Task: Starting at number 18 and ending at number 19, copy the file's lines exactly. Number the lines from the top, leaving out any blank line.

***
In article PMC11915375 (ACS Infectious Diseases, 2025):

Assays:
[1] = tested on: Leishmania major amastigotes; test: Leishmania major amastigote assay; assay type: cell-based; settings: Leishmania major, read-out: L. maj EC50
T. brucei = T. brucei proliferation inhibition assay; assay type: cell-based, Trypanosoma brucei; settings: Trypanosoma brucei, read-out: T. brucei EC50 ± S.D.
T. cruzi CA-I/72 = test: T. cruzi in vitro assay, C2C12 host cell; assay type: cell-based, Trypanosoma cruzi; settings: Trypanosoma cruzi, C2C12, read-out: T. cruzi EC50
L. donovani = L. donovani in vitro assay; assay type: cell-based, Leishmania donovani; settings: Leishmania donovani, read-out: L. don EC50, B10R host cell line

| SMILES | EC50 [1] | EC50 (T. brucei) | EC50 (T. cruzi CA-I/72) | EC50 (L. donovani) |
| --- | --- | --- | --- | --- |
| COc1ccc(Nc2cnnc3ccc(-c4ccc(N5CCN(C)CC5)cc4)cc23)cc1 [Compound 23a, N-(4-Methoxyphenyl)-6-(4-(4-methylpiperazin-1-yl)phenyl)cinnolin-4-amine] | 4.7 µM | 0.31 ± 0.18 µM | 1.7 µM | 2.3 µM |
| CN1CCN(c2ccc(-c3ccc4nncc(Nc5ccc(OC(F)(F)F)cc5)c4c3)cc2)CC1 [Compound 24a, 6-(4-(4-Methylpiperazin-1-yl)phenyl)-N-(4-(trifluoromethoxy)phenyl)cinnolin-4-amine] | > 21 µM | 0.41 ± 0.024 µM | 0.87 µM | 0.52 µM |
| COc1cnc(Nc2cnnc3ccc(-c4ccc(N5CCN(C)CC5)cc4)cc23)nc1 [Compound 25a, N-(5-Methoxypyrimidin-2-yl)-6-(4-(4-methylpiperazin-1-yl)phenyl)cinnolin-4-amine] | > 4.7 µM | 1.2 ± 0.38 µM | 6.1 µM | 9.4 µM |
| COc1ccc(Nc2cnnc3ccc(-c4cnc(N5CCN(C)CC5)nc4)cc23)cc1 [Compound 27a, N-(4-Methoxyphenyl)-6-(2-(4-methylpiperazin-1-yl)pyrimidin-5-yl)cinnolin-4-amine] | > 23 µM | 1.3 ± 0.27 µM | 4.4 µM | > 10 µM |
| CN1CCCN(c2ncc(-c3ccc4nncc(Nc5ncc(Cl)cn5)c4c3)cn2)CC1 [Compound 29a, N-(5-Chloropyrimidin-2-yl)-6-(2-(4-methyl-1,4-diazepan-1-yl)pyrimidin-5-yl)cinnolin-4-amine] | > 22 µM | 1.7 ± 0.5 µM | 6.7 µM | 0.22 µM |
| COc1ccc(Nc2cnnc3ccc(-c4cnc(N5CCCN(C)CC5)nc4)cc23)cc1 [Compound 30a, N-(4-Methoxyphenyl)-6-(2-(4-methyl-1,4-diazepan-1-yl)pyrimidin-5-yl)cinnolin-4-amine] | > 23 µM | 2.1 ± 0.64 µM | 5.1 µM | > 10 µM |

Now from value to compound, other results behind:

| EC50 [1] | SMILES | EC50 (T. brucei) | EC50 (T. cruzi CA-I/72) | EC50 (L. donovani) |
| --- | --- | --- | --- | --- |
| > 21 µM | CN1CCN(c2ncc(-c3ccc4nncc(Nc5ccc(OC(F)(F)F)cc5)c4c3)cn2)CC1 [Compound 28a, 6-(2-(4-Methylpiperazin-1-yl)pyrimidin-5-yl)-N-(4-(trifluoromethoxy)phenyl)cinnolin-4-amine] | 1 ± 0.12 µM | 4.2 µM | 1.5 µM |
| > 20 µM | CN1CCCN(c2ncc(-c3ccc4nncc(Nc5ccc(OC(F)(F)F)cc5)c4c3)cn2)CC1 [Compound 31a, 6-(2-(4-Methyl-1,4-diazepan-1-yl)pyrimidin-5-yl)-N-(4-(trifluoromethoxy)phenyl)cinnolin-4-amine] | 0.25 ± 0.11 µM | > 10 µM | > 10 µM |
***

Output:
| > 21 µM | CN1CCN(c2ncc(-c3ccc4nncc(Nc5ccc(OC(F)(F)F)cc5)c4c3)cn2)CC1 [Compound 28a, 6-(2-(4-Methylpiperazin-1-yl)pyrimidin-5-yl)-N-(4-(trifluoromethoxy)phenyl)cinnolin-4-amine] | 1 ± 0.12 µM | 4.2 µM | 1.5 µM |
| > 20 µM | CN1CCCN(c2ncc(-c3ccc4nncc(Nc5ccc(OC(F)(F)F)cc5)c4c3)cn2)CC1 [Compound 31a, 6-(2-(4-Methyl-1,4-diazepan-1-yl)pyrimidin-5-yl)-N-(4-(trifluoromethoxy)phenyl)cinnolin-4-amine] | 0.25 ± 0.11 µM | > 10 µM | > 10 µM |